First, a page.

Configure Linux Authentication  (apt-get install libnss-ldap libpam-ldap 

Ref:    http://www.metaconsultancy.com/whitepapers/ldap-linux.htm

In brief, this involved editing several configuration files...

         passwd:         files ldap
         group:          files ldap
         shadow:         files ldap

         host admin1.ott.precidia.com
         base dc=precidia
         ldap_version 3
         rootbinddn uid=admin,ou=People,dc=precidia
         pam_filter &(objectclass=posixAccount)(!(uidNumber=0))
         pam_password exop

         uri ldap://admin1.ott.precidia.com ldap://admin2.ott.precidia.com
         base dc=precidia

         account sufficient      pam_unix.so
         account sufficient      pam_ldap.so
         account required        pam_deny.so

         auth    sufficient      pam_ldap.so
         auth    sufficient      pam_unix.so shadow use_first_pass
         auth    required        pam_deny.so

         session sufficient      pam_ldap.so
         session required        pam_unix.so

         password        requisite       pam_passwdqc.so 
min=12,10,10,8,6 random=25 retry=3 passphrase=2
         password        sufficient      pam_ldap.so     type=network 
use_authtok first_pass
         password        sufficient      pam_unix.so     type=machine 
use_authtok md5
         password        required        pam_deny.so

Once all of this is done, you should be able to "su - user" and become 
that user.  Whew!

Configure Samba Authentication  (apt-get install samba)

Ref:    http://www.unav.es/cti/ldap-smb/smb-ldap-3-howto.html
         man smb.conf

Congratulations on getting this far!  The following was done with Samba 

You'll need to import the samba scheme in to slapd.conf by adding this 
line. If the file is not in /etc/ldap/schema, you'll probably find a 
gzipped version here: /usr/share/doc/samba-doc/examples/LDAP/samba.schema.gz

         include         /etc/ldap/schema/samba.schema

Then add the following to your working smb.conf configuration file:

         passdb backend = ldapsam:ldap://admin1.ott.precidia.com

         ldap admin dn = uid=samba,ou=Services,dc=precidia
         ldap suffix = dc=precidia
         ldap user suffix = ou=People
         ldap group suffix = ou=Groups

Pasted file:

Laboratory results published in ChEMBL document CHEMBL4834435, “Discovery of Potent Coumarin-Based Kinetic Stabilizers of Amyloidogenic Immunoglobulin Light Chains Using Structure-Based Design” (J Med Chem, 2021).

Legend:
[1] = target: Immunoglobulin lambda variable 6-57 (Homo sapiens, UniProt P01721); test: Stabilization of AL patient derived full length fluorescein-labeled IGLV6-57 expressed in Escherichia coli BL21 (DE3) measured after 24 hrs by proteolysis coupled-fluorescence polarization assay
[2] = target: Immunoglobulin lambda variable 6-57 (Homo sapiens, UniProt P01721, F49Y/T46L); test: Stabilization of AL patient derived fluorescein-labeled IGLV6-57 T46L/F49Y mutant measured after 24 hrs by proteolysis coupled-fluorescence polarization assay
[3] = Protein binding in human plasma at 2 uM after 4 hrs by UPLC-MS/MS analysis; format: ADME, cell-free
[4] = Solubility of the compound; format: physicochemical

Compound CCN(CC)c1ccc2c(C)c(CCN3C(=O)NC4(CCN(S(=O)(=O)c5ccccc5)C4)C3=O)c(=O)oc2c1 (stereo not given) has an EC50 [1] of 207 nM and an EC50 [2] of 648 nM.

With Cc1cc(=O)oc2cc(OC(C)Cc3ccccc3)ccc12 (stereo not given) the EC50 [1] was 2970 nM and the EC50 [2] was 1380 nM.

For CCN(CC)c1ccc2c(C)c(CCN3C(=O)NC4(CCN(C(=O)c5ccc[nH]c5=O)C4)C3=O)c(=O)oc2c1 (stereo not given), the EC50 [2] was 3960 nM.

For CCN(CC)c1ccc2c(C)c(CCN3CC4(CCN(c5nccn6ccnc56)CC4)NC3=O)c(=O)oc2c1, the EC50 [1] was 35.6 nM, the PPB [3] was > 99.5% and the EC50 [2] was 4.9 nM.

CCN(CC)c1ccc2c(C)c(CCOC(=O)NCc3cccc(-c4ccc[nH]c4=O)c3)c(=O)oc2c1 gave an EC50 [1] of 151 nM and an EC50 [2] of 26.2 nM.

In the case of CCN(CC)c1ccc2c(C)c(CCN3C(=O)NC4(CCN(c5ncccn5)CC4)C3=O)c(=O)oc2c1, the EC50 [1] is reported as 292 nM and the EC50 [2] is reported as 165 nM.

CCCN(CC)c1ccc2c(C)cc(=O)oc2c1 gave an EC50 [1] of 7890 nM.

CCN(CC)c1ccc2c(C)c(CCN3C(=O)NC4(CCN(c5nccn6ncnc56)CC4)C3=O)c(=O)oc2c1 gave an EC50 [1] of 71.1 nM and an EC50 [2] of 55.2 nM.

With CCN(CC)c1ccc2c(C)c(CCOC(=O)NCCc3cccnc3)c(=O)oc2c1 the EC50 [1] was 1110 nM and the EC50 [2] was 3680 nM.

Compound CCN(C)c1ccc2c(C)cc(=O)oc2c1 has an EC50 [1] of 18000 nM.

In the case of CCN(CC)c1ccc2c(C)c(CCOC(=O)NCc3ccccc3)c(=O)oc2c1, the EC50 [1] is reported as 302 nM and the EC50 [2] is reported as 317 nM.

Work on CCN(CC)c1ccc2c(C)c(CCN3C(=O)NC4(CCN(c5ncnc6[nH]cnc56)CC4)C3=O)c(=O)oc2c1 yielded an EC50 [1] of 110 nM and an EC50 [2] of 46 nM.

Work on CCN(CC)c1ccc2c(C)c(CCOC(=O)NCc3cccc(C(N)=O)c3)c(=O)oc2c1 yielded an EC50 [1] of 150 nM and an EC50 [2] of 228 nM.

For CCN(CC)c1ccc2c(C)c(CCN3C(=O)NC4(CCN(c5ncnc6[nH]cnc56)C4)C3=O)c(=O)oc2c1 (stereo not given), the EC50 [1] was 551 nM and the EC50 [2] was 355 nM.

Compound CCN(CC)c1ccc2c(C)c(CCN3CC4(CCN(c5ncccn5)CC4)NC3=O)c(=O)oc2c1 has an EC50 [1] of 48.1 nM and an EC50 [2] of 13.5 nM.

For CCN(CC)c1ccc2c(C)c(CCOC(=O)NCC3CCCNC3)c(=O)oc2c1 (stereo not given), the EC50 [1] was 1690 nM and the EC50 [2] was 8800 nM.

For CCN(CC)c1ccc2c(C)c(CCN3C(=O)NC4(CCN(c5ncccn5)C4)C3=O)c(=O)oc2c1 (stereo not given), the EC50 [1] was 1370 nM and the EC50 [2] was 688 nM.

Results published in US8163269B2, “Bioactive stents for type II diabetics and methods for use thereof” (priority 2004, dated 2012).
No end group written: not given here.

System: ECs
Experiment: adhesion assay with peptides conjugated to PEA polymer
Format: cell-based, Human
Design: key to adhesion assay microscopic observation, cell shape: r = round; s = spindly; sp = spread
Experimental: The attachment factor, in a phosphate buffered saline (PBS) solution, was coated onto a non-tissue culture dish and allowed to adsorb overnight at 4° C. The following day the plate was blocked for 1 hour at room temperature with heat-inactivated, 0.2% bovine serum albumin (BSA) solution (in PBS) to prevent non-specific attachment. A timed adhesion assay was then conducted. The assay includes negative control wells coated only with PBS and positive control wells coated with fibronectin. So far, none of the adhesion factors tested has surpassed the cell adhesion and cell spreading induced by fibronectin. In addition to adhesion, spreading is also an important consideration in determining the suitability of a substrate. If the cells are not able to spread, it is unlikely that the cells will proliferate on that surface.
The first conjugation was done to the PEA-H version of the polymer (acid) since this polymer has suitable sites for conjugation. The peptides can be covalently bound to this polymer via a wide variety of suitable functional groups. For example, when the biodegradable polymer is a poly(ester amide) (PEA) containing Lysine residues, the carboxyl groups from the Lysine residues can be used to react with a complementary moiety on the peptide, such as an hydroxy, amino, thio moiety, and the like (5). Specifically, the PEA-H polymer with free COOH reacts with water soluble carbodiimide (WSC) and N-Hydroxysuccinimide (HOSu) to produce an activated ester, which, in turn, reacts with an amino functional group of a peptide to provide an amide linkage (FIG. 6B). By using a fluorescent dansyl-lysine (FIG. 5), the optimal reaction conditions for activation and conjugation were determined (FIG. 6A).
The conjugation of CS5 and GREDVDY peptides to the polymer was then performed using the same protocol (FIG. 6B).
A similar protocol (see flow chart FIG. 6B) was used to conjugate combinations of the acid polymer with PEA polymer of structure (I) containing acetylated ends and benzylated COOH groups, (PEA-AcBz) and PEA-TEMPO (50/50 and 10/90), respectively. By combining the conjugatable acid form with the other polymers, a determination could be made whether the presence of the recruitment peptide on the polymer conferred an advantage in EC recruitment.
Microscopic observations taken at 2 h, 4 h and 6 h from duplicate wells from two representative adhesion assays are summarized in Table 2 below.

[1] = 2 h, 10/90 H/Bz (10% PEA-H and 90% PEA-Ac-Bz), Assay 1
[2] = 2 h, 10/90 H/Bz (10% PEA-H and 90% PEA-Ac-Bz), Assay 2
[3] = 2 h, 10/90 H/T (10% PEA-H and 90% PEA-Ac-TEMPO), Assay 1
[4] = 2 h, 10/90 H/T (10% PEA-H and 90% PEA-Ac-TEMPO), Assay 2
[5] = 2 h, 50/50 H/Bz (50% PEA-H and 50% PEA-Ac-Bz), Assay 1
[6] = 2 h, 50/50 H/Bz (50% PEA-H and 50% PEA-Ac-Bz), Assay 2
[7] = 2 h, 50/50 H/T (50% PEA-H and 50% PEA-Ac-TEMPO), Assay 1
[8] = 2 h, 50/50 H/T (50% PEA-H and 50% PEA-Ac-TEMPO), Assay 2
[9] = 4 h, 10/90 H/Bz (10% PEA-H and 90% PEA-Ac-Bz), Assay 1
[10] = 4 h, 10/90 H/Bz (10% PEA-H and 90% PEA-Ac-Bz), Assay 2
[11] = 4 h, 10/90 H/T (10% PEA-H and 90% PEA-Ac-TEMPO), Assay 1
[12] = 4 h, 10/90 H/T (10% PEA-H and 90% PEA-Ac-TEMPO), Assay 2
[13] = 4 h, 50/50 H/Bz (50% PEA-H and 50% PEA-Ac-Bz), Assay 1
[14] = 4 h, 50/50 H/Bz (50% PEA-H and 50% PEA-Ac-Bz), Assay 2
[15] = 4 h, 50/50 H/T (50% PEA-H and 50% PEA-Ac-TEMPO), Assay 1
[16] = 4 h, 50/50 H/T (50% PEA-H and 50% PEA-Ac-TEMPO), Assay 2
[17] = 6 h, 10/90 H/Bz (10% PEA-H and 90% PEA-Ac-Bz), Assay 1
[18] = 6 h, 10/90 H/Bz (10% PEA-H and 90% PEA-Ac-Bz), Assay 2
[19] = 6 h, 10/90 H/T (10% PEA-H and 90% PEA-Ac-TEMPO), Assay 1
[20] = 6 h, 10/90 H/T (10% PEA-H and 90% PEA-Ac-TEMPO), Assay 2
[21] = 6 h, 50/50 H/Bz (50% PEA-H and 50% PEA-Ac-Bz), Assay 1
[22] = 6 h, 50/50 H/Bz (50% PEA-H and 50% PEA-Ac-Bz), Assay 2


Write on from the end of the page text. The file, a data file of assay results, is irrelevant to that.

ldap idmap suffix = ou=Idmap
         ldap machine suffix = ou=Hosts
         ldap replication sleep = 1000
         ldap password sync = true
         ldapsam:trusted = true

A few notes: The man pages for version 3.0.14a indicates that the 
specific suffix directives replace the default "ldap suffix".  In fact, 
they simply prepend to it.  Also, don't put quote marks around the values!

This configuration assumes a user "samba" created in the "Services" unit 
of the directory.  You'll have to do that manually with a command like:

         ldapadd -D cn=root,dc=precidia -w secret -b dc=precidia -h
         dn: uid=samba,ou=Services,dc=precidia
         objectClass: top
         objectClass: account
         objectClass: posixAccount
         cn: Samba Server
         uid: samba
         uidNumber: 3000
         gidNumber: 3000
         homeDirectory: /tmp

         ldappasswd -x -D cn=root,dc=precidia -w secret -h -s 
SOMETHING uid=samba,ou=Services,dc=precidia

The last command sets the password for the 
"uid=samba,ou=Services,dc=precidia" account to "SOMETHING".  Obviously, 
choose something other than SOMETHING. Now you need to tell samba what 
it is.  The reason for creating a special service account with these 
permissions is because it's stored on disk by samba.  As such, it's not 
good to use an ordinary user account which may require it's password 
changed if an employee leaves or something.

         smbpasswd -w SOMETHING

Finally, you have to give that account special permission in the 
"slapd.conf" file so it can update records in the directory as it runs. 
  To do that, change the admin rule to something like:

         access  to *
                 by dn="uid=admin,ou=People,dc=precidia" write
                 by dn="uid=samba,ou=Services,dc=precidia" write